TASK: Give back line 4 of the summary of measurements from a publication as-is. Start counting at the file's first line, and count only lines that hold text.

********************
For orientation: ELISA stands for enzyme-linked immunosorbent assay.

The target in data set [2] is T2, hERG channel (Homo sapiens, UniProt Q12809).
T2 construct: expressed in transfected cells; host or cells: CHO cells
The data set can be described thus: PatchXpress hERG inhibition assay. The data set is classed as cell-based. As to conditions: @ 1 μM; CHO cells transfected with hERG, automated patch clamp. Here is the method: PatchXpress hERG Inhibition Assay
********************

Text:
The data set can be described thus: PatchXpress hERG inhibition assay. The data set is classed as cell-based. As to conditions: @ 1 μM; CHO cells transfected with hERG, automated patch clamp. Here is the method: PatchXpress hERG Inhibition Assay